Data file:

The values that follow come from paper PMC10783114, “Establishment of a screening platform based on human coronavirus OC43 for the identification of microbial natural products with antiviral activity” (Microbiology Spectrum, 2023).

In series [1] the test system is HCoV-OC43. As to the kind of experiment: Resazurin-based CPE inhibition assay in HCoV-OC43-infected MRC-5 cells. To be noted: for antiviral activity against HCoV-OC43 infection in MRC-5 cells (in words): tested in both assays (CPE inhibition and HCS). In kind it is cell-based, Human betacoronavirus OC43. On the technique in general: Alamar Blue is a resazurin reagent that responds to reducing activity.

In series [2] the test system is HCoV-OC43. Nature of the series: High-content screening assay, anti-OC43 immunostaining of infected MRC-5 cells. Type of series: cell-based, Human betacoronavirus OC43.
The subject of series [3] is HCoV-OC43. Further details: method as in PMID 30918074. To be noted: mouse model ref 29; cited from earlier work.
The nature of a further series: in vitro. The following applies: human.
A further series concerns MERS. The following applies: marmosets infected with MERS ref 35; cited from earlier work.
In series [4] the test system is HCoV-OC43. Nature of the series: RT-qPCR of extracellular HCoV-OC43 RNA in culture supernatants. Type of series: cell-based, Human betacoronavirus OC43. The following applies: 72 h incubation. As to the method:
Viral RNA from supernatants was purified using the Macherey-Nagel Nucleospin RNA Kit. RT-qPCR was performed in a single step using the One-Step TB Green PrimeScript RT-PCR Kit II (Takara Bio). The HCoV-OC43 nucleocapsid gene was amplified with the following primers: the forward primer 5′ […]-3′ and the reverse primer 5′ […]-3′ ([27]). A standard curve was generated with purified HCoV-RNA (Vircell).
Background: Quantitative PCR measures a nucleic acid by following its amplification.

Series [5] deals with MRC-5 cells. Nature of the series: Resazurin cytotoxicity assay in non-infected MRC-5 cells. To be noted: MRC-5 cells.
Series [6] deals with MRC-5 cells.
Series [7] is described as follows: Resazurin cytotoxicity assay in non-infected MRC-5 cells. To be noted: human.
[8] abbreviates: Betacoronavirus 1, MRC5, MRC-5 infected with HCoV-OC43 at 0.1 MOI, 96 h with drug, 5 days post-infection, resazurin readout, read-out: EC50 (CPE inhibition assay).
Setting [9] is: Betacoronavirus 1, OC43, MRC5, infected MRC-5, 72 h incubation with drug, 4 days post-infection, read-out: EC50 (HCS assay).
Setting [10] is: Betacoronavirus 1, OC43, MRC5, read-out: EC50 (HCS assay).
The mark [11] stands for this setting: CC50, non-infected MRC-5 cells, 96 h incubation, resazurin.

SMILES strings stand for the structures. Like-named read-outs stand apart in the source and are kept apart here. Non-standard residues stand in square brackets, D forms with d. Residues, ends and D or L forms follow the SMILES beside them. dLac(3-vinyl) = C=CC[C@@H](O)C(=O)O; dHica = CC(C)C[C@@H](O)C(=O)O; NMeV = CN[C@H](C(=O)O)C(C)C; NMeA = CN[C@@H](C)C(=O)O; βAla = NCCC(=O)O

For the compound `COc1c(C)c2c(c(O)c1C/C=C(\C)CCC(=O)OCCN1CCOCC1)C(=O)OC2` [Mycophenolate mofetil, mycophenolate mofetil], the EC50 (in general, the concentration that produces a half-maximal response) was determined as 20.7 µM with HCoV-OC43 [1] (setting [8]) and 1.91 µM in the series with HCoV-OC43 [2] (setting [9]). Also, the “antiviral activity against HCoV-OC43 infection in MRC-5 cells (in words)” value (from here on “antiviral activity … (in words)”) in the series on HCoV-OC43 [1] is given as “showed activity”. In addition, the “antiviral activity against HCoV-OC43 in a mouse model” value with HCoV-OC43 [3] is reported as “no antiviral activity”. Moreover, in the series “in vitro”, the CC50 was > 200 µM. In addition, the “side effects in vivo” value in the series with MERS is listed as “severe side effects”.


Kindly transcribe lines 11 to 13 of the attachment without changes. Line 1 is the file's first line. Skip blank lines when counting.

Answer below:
Series [6] deals with MRC-5 cells.
Series [7] is described as follows: Resazurin cytotoxicity assay in non-infected MRC-5 cells. To be noted: human.
[8] abbreviates: Betacoronavirus 1, MRC5, MRC-5 infected with HCoV-OC43 at 0.1 MOI, 96 h with drug, 5 days post-infection, resazurin readout, read-out: EC50 (CPE inhibition assay).